Antibiotic allergy

immunochemical and clinical considerations

Brian A. Baldo*, Zhenjun Zhao, Nghia H. Pham

*Corresponding author for this work

Research output: Contribution to journalReview article

18 Citations (Scopus)

Abstract

Antibiotics are among the most widely and heavily prescribed drugs, but despite this, allergic reactions to most groups of antibiotics are relatively uncommon-especially when compared with the number and frequency of type 1 hypersensitivity responses to the beta-lactams (ie, penicillins, cephalosporins, and, to a lesser extent, carbopenems). Still, there remains a steady flow of reports of allergic reactions to some topically used antibiotics (eg, rifamycin SV and bacitracin). Moreover, aminoglycosides (eg, neomycin and gramicidin) may be implicated more often than previously suspected. Despite advances in our understanding of the structural basis of the allergenicity of beta-lactam antibiotics, the insights have not readily transferred into routine use to improve diagnoses of reactions to individual penicillins and cephalosporins. This remains a challenge in drug allergy, as does the need for further chemical, immunologic, and clinical research on cephalosporin breakdown products and the so-called multiple antibiotic allergy syndrome.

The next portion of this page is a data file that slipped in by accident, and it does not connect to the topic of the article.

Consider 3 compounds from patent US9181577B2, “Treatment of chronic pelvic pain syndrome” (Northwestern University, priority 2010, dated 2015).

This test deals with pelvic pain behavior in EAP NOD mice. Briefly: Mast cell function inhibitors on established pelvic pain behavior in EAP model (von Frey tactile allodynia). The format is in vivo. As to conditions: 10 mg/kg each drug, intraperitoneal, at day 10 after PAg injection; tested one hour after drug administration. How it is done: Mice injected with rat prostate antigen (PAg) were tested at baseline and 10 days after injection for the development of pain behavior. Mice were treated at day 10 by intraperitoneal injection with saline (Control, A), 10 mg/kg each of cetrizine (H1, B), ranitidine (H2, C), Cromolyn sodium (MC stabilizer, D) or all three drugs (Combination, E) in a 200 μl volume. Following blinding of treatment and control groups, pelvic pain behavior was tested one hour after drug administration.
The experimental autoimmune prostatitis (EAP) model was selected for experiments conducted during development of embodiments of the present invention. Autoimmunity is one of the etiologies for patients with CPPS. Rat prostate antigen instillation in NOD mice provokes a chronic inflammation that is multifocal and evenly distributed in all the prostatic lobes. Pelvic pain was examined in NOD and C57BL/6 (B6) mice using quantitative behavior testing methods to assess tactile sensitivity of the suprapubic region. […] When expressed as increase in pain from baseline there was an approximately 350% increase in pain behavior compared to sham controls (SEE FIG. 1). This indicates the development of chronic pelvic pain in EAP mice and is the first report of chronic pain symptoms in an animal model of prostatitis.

Original languageEnglish
Pages (from-to)49-55
Number of pages7
JournalCurrent Allergy and Asthma Reports
Volume8
Issue number1
DOIs
Publication statusPublished - Mar 2008
Externally publishedYes

Keywords

  • IGE-MEDIATED HYPERSENSITIVITY
  • BETA-LACTAM ANTIBIOTICS
  • PENICILLIN ALLERGY
  • RIFAMYCIN SV
  • INDUCED ANAPHYLAXIS
  • ENZYMIC HYDROLYSIS
  • MINOR DETERMINANTS
  • CROSS-REACTIVITY
  • CEPHALOSPORINS
  • ANTIBODIES

Cite this